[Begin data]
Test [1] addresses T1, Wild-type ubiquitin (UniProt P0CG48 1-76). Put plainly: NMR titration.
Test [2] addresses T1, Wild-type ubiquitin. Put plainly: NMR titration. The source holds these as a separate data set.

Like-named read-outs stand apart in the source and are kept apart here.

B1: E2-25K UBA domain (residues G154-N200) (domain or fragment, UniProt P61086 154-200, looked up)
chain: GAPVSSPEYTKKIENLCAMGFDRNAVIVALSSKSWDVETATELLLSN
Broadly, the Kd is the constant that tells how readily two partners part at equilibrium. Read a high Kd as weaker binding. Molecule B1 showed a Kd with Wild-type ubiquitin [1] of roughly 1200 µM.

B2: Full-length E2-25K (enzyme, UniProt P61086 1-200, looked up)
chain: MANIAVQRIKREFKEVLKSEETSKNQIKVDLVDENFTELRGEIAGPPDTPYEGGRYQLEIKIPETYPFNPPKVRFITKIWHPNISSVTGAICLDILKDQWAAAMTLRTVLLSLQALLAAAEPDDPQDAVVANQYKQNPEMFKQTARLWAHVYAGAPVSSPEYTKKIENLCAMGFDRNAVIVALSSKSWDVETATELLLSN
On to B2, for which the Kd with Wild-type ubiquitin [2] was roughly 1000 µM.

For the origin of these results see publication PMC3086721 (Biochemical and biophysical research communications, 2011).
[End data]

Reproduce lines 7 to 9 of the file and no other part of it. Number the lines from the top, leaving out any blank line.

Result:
B2: Full-length E2-25K (enzyme, UniProt P61086 1-200, looked up)
chain: MANIAVQRIKREFKEVLKSEETSKNQIKVDLVDENFTELRGEIAGPPDTPYEGGRYQLEIKIPETYPFNPPKVRFITKIWHPNISSVTGAICLDILKDQWAAAMTLRTVLLSLQALLAAAEPDDPQDAVVANQYKQNPEMFKQTARLWAHVYAGAPVSSPEYTKKIENLCAMGFDRNAVIVALSSKSWDVETATELLLSN
On to B2, for which the Kd with Wild-type ubiquitin [2] was roughly 1000 µM.